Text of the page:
2.7. Texture Analysis

The prepared emulsions were analyzed with EZ-LX Texture analyzer (Shimadzu, Kyoto, Japan). The immersion/deimmersion test (2-cycle compression analysis) was applied with two varying measurement tools: 1.3 cm diameter cylindrical aluminum jig and 3 cm diameter conical aluminum press jig. The test speed was set to 1 mm/s and the immersion distance to 30 mm. All measurements were carried out in triplicate at a constant temperature of 20 ± 2 °C. The built-in Trapezium-X Single software was used for data analysis. The measurements were reassessed after 3 months.

2.8. Skin Friction Assessment

The following two studies (2.7. and 2.8.) were performed after obtaining permission from the Ethical Committee of the Faculty of Pharmacy, University of Belgrade, Serbia (approval number: 1137/2) and written informed consent from the involved volunteers. During the tribological study, 5 healthy female volunteers aged 28 ± 4 years and without previous history or clinical signs of skin conditions were instructed to refrain from washing their arms or using any product 24 h before the beginning of the study. Volunteers were asked to rest for at least 30 min prior to the measurements, in controlled room conditions (temperature 22 ± 1 °C and relative humidity 40 ± 5%).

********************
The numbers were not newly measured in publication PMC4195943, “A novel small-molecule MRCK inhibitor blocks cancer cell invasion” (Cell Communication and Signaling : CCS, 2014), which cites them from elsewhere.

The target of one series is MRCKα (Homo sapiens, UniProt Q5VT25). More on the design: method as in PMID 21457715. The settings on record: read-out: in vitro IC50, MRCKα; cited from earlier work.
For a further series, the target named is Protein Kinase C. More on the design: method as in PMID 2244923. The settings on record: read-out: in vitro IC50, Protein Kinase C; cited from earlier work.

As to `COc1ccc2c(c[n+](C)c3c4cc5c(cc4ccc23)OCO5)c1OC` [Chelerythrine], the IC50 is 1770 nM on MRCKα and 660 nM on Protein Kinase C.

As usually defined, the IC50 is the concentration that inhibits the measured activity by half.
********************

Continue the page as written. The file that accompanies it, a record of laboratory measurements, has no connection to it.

The skin friction coefficient (expressed as arbitrary Frictiometer® units by the accompanying MPA software) was determined using Frictiometer® FR700 (Courage + Khazaka, Köln, Germany) equipped with a smooth Teflon (PTFE) disk. Friction measurements were performed for each of the 22 samples at a constant speed of 90 rpm for 60 s (one measurement taken per second). A quantity of 5.5 μL cm−2 of each sample was applied with a micropipette on the volar side of forearms using a cardboard ruler. One defined site per volunteer served as the nontreated control (NC).